125

I'm trying to create a private key and having an issue.

When I use ssh-keygen -t rsa -b 4096 -C "your_email@example.com", I get a private key in the following format.

-----BEGIN OPENSSH PRIVATE KEY-----
uTo43HGophPo5awKC8hoOz4KseENpgHDLxe5UX+amx8YrWvZCvsYRh4/wnwxijYx
...
-----END OPENSSH PRIVATE KEY-----

And this is not being accepted for an application that I'm trying to use.

I'm expecting a key in the following RSA format.

-----BEGIN RSA PRIVATE KEY-----
Proc-Type: 4,ENCRYPTED
DEK-Info: AES-128-CBC,25737CC2C70BFABADB1B4598BD8AB9E9

uTo43HGophPo5awKC8hoOz4KseENpgHDLxe5UX+amx8YrWvZCvsYRh4/wnwxijYx
...
-----END RSA PRIVATE KEY-----

How do I create the correct format? This is weird because every other mac I have creates the correct format, except the one I'm having problem with.

I'm on a fresh installed Mac OS Mojave

6
  • and the other Macs are not on Mojave? I am on Mojave too and get the "new" openssh key format. So I assume other Macs are on lower versions. Check the OpenSSL version used. – Zina Nov 14 '18 at 0:21
  • @Zina other Macs are also on Mojave and have the same OpenSSL version. – Moon Nov 14 '18 at 1:44
  • RSA should be the default type. What if you omit the -t rsa option altogether? – guzzijason Nov 14 '18 at 1:45
  • @guzzijason it's the same. That's what's driving me crazy. Even if I omit the -t rsa on my mac (working one), it generates RSA correctly. – Moon Nov 14 '18 at 1:46
  • I've had the same problem. As workaround I've used older version of openssh to generate key. You can test if your generated key is correct with openssl rsa -text -in key_file -passin 'pass:passphrase'. Version 7.4p1-16 works. – atype Nov 14 '18 at 7:15
125

I faced the same problem recently (after upgrade to mojave 10.14.1), here are 2 possible solutions for this issue.

  • Downgrade your ssh-keygen binary (you can easily get old version from any linux/docker image)

OR

  • Add option -m PEM into your ssh-keygen command. For example, you can run ssh-keygen -m PEM -t rsa -b 4096 -C "your_email@example.com" to force ssh-keygen to export as PEM format.

It seems like in the current ssh-keygen version in mojave, the default export format is RFC4716 as mentioned here

3
  • 1
    The default export publickey format is indeed rfc4716, but the format in the Q is an internal privatekey format and is OpenSSH's 'new' format, which didn't exist in 1999(!), and is no longer in described in current; try 6.0 to 6.3. – dave_thompson_085 Nov 28 '18 at 9:25
  • 3
    I'm not able to edit the answer but please be clear that 1. and 2. are independent solutions, not sequential steps. You do NOT need to downgrade for a one-off key generation. Just add the -m PEM – sdoxsee Jan 23 '19 at 15:55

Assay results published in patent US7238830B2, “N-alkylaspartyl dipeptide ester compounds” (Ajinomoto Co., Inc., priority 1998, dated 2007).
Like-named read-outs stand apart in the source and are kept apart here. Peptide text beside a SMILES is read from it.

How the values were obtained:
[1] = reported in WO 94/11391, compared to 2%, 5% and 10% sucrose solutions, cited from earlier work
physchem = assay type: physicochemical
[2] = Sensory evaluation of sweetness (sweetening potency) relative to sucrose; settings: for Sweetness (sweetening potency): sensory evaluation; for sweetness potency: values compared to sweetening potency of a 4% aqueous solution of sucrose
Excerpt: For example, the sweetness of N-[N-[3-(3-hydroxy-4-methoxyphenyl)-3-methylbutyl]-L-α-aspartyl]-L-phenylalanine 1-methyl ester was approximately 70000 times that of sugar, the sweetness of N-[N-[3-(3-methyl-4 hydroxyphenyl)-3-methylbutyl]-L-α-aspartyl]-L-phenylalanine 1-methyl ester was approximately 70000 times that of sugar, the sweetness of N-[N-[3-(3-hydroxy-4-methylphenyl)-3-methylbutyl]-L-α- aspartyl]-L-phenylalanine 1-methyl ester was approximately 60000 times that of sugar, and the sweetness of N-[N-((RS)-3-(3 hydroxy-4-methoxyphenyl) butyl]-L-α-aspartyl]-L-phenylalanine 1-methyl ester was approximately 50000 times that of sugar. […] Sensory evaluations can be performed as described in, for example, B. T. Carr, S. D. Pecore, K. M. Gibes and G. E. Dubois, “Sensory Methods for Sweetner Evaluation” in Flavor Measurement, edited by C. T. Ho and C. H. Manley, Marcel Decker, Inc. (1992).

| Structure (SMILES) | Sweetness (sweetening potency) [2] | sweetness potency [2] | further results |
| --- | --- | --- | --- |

• 1
    Adding -m PEM fixed a very frustrating issue I was having with JWT signing. Thank you!! – Keshav Saharia Dec 31 '20 at 16:48
107

New keys with OpenSSH private key format can be converted using ssh-keygen utility to the old PEM format.

ssh-keygen -p -m PEM -f ~/.ssh/id_rsa

There is no need to downgrade to older OpenSSH just to achieve this result.

4
  • Yes. Like I already mentioned in the comments on the accepted answer. serverfault.com/questions/939909/… – sdoxsee Jan 25 '19 at 15:01
  • 18
    What's not clear in the accepted answer is that you don't need to create a new key pair. You can take your existing key and convert them with that command. It overwrites the file, so I think it's a good idea to make a backup before, just in case. – martintama Feb 22 '19 at 11:15
  • 1
    Thanks for adding instructions on how to convert an existing private key to RSA format. Just saved my bacon! – Craig Blaszczyk Aug 7 '19 at 9:50
  • 1
    it does not change the content to me, – Whimusical May 12 '20 at 17:09
1

Some elaboration on the above answers to provide a clear path for both the public and private key.

You can directly export (-e) your ssh keys to a pem format:

For your public key:

cd ~/.ssh
ssh-keygen -e -m PEM id_rsa > id_rsa.pub.pem

For your private key:

Things are a little tricker as ssh-keygen only allows the private key file to be change 'in-situ'. (i.e. it replaces your key file with the new file).

So you can keep your old file:

Given we are just exporting the file the <new pass phrase> can be identical to your <old pass phrase> (unless you want to change the pass phrase at the same time).

cd ~/.ssh
cp id_rsa id_rsa.bak
ssh-keygen -p -P "<old pass phrase>" -N "<new pass phrase>" -m PEM -f id_rsa 
cp id_rsa id_rsa.priv.pem
cp id_rsa.bak id_rsa

NOTE: it is a bad idea to pass your pass phrase on the cli.

The secure method is:

cd ~/.ssh
cp id_rsa id_rsa.bak
ssh-keygen -p  -m PEM -f id_rsa 
cp id_rsa id_rsa.priv.pem
cp id_rsa.bak id_rsa

With this method you will be prompted for your old and new pass phrase.

Note: after converting your private key file to a .pem the file is now in clear text, this is bad.

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